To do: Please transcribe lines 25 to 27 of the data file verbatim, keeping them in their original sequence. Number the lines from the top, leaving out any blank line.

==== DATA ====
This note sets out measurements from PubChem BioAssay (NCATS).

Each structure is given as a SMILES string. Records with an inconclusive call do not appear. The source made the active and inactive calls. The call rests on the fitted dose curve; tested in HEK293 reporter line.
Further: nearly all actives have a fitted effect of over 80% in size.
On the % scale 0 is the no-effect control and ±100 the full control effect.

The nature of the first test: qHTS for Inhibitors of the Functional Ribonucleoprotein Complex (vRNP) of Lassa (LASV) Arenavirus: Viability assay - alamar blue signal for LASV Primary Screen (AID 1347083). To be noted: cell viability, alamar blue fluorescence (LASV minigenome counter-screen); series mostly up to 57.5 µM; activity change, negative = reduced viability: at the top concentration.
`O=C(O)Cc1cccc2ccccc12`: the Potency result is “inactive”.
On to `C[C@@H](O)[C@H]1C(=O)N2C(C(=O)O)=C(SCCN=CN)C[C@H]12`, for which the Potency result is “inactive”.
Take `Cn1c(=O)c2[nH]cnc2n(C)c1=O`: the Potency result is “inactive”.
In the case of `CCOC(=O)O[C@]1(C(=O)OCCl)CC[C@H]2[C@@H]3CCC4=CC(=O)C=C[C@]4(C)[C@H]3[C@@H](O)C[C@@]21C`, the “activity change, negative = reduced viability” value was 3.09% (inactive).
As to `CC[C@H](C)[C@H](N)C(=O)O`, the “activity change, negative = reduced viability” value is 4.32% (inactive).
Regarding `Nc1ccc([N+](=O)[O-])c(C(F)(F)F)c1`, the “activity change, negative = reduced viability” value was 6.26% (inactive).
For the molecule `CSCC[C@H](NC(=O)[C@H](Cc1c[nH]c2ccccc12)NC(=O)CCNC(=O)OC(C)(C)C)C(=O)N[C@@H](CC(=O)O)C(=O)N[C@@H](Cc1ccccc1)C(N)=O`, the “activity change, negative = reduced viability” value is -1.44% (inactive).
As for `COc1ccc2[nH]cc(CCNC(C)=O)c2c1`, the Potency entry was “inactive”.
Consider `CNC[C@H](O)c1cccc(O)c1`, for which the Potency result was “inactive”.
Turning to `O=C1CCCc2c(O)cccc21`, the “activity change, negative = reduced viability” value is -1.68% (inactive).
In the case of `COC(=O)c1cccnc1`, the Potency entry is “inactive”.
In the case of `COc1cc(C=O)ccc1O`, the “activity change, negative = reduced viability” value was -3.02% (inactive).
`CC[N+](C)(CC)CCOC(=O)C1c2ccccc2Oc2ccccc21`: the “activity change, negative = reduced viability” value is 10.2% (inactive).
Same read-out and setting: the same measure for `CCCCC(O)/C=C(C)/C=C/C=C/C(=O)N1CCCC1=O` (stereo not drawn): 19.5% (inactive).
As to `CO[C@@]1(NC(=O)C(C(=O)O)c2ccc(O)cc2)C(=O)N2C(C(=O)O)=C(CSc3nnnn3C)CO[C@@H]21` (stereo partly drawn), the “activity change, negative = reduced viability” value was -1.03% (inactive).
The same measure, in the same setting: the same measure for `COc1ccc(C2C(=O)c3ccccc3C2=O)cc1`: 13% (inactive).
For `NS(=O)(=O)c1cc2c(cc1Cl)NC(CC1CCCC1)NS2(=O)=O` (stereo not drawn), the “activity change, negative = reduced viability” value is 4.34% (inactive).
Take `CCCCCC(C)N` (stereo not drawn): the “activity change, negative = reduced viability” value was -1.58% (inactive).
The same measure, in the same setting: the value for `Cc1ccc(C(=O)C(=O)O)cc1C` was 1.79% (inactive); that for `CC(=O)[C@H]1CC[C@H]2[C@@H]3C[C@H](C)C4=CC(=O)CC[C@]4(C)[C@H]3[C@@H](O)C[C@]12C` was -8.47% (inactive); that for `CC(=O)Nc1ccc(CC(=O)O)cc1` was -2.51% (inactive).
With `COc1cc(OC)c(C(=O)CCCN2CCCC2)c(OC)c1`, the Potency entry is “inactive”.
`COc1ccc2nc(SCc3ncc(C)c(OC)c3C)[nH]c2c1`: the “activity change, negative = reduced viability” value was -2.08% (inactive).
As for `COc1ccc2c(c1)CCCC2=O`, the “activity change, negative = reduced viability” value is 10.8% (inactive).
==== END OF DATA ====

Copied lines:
With `COc1cc(OC)c(C(=O)CCCN2CCCC2)c(OC)c1`, the Potency entry is “inactive”.
`COc1ccc2nc(SCc3ncc(C)c(OC)c3C)[nH]c2c1`: the “activity change, negative = reduced viability” value was -2.08% (inactive).
As for `COc1ccc2c(c1)CCCC2=O`, the “activity change, negative = reduced viability” value is 10.8% (inactive).